The short answer is no. Studying for the UMAT is possible and no matter how late you start, you will still be able to improve, just like with any other subject.
The long answer is: it depends on how much time you put in and how effectively you do it. At this stage, it’s important to study SMART. Trying to do as many UMAT papers as you can will also take up a lot of your time. You are probably also going to be quite busy balancing year 12 or University study and work with UMAT preparation, so learning study techniques that will allow you to improve the most quickly is going to be the most valuable to you.
Here are some short term methods to quickly but effectively study for the UMAT:
You can identify your weaknesses by doing a few MedEntry drills or papers and reflecting on sections you particularly struggled with. Sections you are weaker at allow you more room for rapid improvement. Once you have identified an area of weakness, you can commence a more targeted study approach. This can involve doing more questions and drills, and reading the MedEntry guides for the particular section to identify ways to improve. Doing a few drills a week in the sections you are least confident in will allow you to rapidly develop the skills needed to excel in that section.
Personally, I was weakest in Section 2, and did up to 5 drills a week in the months leading up to the exam and what used to be my weakest section ended up being my highest mark.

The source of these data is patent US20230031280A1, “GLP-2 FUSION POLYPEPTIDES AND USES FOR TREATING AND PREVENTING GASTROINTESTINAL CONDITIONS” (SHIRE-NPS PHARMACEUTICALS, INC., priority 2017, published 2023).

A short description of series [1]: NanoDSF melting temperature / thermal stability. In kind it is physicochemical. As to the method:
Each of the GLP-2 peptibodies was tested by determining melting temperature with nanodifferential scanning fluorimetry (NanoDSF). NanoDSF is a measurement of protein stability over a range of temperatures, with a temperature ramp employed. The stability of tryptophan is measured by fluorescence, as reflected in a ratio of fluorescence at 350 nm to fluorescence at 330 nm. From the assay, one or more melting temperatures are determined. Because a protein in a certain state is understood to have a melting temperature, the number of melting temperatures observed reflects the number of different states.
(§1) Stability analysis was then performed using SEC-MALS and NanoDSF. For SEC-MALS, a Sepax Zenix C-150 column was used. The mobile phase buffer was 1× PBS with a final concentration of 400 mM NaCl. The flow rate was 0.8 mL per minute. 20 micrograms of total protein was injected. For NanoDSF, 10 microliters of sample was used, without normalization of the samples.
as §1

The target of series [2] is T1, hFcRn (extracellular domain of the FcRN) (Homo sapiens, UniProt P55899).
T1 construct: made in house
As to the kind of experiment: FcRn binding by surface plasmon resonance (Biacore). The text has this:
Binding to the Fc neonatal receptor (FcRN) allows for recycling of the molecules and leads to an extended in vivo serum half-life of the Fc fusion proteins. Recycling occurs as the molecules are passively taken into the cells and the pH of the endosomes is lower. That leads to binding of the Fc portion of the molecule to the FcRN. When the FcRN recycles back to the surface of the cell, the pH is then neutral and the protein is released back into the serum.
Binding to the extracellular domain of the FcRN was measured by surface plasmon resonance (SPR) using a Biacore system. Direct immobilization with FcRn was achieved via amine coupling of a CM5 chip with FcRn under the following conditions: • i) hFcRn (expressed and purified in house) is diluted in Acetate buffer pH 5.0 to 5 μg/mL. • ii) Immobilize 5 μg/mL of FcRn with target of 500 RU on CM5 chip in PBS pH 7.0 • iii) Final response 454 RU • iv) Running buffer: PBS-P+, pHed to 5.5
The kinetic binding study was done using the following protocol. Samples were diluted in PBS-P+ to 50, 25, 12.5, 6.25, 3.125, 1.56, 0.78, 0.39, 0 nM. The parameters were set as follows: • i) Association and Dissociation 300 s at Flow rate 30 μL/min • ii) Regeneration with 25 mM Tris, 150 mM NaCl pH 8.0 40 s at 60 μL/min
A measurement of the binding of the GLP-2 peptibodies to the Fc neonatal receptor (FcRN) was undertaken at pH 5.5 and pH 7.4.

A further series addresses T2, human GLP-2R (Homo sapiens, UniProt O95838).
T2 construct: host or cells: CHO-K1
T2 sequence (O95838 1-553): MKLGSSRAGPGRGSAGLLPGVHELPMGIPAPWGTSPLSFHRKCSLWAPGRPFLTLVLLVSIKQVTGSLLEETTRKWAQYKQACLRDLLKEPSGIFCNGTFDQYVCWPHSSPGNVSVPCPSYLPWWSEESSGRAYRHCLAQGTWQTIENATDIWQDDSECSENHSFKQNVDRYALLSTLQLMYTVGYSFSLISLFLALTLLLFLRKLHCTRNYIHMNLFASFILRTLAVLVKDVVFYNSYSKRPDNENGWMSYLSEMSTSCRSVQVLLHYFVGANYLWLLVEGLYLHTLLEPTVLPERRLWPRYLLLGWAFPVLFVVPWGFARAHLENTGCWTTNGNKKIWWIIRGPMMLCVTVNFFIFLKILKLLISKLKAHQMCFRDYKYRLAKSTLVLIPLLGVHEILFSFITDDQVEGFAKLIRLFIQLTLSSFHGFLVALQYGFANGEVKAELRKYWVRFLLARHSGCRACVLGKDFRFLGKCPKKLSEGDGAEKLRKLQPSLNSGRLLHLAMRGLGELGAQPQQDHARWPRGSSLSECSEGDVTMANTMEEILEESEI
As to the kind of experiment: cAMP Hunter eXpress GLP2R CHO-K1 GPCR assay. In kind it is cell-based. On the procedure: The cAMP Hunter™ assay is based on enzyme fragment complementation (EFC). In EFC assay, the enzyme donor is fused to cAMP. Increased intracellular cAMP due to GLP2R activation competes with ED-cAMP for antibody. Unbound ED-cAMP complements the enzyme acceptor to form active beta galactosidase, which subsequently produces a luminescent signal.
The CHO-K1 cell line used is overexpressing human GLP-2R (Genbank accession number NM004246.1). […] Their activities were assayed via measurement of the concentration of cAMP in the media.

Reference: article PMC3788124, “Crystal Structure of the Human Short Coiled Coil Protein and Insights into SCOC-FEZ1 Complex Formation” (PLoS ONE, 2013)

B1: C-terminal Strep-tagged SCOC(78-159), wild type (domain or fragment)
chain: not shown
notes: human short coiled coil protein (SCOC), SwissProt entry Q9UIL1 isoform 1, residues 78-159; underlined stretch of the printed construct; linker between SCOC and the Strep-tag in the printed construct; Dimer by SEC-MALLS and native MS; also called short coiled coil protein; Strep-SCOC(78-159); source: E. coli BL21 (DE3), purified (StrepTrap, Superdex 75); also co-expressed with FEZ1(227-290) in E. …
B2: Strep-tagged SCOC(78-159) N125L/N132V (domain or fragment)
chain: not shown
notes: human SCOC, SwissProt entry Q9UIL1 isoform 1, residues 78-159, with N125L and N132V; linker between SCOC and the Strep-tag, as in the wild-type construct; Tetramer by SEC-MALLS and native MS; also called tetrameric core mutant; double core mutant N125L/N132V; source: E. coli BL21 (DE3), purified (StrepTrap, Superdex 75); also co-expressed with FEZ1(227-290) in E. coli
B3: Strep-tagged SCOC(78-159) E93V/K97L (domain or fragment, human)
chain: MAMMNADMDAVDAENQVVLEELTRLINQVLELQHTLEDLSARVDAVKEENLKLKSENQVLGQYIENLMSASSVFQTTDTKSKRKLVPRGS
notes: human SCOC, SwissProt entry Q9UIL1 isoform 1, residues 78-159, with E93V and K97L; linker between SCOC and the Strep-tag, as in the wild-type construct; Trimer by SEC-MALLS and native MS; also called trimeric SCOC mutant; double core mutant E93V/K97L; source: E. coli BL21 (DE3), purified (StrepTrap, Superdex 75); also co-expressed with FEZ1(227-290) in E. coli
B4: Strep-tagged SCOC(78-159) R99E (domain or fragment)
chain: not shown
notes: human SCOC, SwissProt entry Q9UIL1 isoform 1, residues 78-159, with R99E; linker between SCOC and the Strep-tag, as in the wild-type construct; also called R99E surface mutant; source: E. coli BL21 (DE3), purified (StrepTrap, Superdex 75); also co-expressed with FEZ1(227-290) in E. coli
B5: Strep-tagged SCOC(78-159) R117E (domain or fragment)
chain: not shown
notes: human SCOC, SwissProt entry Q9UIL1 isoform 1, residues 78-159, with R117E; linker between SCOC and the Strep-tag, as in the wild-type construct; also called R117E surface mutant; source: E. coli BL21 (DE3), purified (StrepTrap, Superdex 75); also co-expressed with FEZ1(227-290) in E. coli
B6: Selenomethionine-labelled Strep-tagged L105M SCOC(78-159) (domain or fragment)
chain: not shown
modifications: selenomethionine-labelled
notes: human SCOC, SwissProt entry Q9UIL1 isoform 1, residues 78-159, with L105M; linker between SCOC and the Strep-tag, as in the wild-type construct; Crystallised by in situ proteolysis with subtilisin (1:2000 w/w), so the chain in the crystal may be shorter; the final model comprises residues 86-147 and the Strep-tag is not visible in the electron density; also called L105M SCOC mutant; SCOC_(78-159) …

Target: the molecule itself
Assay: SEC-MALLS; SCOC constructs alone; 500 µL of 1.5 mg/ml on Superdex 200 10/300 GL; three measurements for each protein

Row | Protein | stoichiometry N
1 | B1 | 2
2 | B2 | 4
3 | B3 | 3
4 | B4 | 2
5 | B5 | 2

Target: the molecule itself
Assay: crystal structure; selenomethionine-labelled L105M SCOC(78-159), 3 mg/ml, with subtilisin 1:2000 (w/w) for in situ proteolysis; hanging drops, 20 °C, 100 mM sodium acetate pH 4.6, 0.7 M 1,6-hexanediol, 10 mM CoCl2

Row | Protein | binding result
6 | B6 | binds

Reading the solutions after doing a paper is almost more valuable than the paper itself. After completing a 3 hour practice exam, the last thing you want to do is to study more. However, recognising your mistakes and learning how to not make those mistakes again is a particularly effective way of studying for the UMAT. You end up with a lot of mistakes and you make a lot of educated guesses in the UMAT. This is natural in a challenging, time-pressured exam. By going back to read the examiner’s solutions, you are able to understand the examiner’s reasoning behind the questions and learn new techniques to improve your success rate in completing questions.
MedEntry provides a timer to show you how long you’ve taken on an exam and I recommend sticking to the 3 hour time limit. This is the time you will have in the actual exam and the more practice you have speed reading, thinking quickly under pressure, and deciding which questions to skip, the less of a shock the actual exam will be to you.
These tips are a great starting point for you to note when beginning your UMAT preparation with MedEntry. Through studying effectively with these tips, I treated UMAT as just another year 12 subject and managed to do extremely well.
Written by Jessica, a 100 percentile MedEntry studying medicine at UNSW.